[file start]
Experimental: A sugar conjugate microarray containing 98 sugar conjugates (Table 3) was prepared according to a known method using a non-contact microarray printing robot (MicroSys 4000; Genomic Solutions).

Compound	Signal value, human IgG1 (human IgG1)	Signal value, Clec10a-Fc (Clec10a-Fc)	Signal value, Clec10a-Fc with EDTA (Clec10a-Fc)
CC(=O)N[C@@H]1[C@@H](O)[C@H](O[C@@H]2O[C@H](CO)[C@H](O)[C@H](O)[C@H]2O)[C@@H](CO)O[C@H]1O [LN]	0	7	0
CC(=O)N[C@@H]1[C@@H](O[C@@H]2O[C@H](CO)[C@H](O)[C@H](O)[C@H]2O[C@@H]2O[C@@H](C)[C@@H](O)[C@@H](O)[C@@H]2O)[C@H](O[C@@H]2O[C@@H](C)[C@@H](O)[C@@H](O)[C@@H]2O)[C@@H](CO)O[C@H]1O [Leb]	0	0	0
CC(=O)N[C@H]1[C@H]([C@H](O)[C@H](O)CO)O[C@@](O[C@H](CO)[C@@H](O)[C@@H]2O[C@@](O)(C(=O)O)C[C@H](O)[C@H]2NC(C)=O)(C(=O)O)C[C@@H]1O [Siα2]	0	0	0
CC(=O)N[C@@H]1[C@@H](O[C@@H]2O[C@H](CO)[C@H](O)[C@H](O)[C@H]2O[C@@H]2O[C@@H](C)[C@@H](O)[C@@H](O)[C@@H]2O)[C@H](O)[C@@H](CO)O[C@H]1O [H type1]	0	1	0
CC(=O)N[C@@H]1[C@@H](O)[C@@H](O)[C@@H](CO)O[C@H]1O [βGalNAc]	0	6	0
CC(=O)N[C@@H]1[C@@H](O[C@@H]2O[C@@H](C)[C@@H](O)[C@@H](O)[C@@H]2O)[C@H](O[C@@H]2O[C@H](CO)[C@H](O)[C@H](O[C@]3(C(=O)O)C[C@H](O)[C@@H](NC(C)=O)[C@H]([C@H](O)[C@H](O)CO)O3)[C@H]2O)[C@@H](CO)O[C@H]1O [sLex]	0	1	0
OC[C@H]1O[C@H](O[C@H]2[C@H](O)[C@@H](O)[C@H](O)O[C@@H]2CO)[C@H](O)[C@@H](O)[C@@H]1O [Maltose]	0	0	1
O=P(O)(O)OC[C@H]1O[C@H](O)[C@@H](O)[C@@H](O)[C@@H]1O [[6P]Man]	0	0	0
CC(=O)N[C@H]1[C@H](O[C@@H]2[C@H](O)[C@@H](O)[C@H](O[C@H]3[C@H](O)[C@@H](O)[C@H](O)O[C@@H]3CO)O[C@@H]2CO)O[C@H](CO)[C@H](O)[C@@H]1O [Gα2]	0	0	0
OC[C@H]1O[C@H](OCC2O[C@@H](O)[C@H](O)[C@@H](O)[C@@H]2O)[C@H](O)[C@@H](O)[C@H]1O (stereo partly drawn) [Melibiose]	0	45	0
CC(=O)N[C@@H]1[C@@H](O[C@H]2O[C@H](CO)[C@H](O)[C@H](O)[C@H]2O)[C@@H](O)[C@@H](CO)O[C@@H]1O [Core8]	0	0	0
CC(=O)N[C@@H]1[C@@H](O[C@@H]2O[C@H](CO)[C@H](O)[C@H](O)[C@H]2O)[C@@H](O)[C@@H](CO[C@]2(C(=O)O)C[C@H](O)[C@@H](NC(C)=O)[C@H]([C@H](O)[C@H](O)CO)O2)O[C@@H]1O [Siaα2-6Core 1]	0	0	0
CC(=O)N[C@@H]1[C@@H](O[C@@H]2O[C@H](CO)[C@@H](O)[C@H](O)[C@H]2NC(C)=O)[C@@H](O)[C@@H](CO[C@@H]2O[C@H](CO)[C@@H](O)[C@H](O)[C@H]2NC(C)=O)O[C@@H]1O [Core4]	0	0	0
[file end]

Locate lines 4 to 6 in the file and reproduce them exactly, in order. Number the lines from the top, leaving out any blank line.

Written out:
CC(=O)N[C@@H]1[C@@H](O[C@@H]2O[C@H](CO)[C@H](O)[C@H](O)[C@H]2O[C@@H]2O[C@@H](C)[C@@H](O)[C@@H](O)[C@@H]2O)[C@H](O[C@@H]2O[C@@H](C)[C@@H](O)[C@@H](O)[C@@H]2O)[C@@H](CO)O[C@H]1O [Leb]	0	0	0
CC(=O)N[C@H]1[C@H]([C@H](O)[C@H](O)CO)O[C@@](O[C@H](CO)[C@@H](O)[C@@H]2O[C@@](O)(C(=O)O)C[C@H](O)[C@H]2NC(C)=O)(C(=O)O)C[C@@H]1O [Siα2]	0	0	0
CC(=O)N[C@@H]1[C@@H](O[C@@H]2O[C@H](CO)[C@H](O)[C@H](O)[C@H]2O[C@@H]2O[C@@H](C)[C@@H](O)[C@@H](O)[C@@H]2O)[C@H](O)[C@@H](CO)O[C@H]1O [H type1]	0	1	0